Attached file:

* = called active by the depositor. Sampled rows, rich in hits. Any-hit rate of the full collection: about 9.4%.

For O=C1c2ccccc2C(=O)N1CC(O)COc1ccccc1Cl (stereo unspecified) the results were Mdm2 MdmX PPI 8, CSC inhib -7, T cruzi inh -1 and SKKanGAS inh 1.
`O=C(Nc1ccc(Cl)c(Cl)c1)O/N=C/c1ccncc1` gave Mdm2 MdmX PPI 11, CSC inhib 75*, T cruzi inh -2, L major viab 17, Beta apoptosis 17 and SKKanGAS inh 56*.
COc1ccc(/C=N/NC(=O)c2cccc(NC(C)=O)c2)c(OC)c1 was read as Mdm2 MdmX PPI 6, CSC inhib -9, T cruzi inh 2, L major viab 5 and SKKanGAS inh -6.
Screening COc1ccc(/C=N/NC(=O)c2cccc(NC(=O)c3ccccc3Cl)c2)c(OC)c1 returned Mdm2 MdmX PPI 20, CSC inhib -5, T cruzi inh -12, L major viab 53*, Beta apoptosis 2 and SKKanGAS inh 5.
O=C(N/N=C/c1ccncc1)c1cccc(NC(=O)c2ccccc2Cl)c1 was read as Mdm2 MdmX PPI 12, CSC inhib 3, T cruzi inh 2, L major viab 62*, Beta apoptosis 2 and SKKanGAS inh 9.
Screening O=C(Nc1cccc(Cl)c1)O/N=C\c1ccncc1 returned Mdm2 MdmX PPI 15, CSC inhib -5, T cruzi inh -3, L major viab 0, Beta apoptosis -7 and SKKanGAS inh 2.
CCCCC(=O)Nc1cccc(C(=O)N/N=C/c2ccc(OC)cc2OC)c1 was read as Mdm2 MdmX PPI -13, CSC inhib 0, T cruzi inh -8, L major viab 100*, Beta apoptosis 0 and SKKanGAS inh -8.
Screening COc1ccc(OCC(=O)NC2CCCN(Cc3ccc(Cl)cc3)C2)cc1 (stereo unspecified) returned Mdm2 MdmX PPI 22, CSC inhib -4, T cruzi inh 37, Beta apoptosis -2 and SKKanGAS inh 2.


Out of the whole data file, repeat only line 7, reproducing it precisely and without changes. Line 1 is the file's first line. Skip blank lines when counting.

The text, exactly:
Screening O=C(Nc1cccc(Cl)c1)O/N=C\c1ccncc1 returned Mdm2 MdmX PPI 15, CSC inhib -5, T cruzi inh -3, L major viab 0, Beta apoptosis -7 and SKKanGAS inh 2.